GRAND researchers also engaged panel discussions on higher learning, cultural heritage, and other areas where the influence of digital technology is being studied.

Social Sciences critical part of technology research

PhD student Claude Fortin took a break from her ten-week field evaluation of the public space exhibit Mégaphone (taking place in Montreal until November 4th, 2013) to present two case studies at the WSSF 2013. Fortin is an interdisciplinary scholar at the Simon Fraser University’s School of Interactive Arts and Technology studying large and urban-based interactive public displays.

“In technology research, social scientists play an important role,” said Fortin. “They ask questions that researchers who have adopted an engineering approach do not ask: ‘What purpose will these technologies serve in the real world?’, ‘How will they change our way of thinking, seeing, and doing?’, ‘How will they improve people’s lives?’, [or] ‘What will they do to the environment?’ – these are ethical questions that need to be asked before and during the design process.”

Part of Montréal’s Quartier des spectacles hosted by the National Film Board (NFB), Mégaphone was the subject of Fortin’s presentation at WSSF’s “Social Movements, Digital Platforms & Alternative Public Spheres” panel session. Produced by local artists and partners, the interactive speaker’s corner installation aims to promote greater social, cultural and political interaction and participation by the public. At WSSF, Fortin also discussed her empirical study of digital bulletin boards co-authored by Dr. Carman Neustaedter and Dr. Kate Hennessy at SFU.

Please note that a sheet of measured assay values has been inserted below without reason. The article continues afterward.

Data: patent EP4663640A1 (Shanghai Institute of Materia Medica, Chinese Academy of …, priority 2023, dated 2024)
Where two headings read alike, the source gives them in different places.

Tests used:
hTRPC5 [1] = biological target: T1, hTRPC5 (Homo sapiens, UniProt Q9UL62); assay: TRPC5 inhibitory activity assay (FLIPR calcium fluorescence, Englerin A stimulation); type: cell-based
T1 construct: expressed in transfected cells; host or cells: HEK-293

“Venues such as WSSF 2013 bring together researchers who are, for the most part, pursuing the question: ‘How is this new technology making the world a better place?’” said Fortin. “This is a real world question that needs to be addressed while we are designing technology – not in the aftermath.”

Social Science research meets the indie games movement

GRAND also played host to an open discussion at WSSF 2013 led by Jason Della Rocca, co-founder of Montréal game development incubator Execution Labs and member of GRAND's Research Management Committee. The talk focused on the possibilities of social games (or "games for change”), and surveyed the challenges and opportunities faced by the independent games movement in Canada.

Using the GRAND Network as a model for collaboration between industry and academia, Della Rocca also touched on the ethnographic work within the games industry by former GRAND HQP and post-doctoral researcher Dr. Jennifer Whitson at Concordia University's Technoculture, Arts and Games Centre (TAG).

The presentation generated a lively debate among audience members on the significance of participation both in the creation and the use of social games, and the value of social science approaches to iteratively developing them. The discussion also examined how social sciences research, such as in the emergent field of games studies, can play a role in ensuring Canada’s place as a world leader in game production.

GRAND exhibition connects with scholars from around the world

HQP Lola Wong (University of Western Ontario) and Adam van Sertima (Concordia University) staffed GRAND’s exhibition booth in the open “Agora” space at WSSF 2013. The pair connected with attendees interested in learning about the network and its interdisciplinary research in the social sciences. Delegates from across Europe, India, Philippines, United States, South Africa, Kenya, as well as here in Canada visited the booth.

“One of the values of working at the GRAND booth was meeting scholars outside our usual circles whose research is highly relevant to TAG [Technoculture, Art and Games Centre at Concordia University],” said Sertima. “It also gave me a chance to practice expressing and discussing my own research, and in answering questions, it helped me to clarify some of the issues in my own work.”



GRAND Contact

Spencer Rose
Communications Officer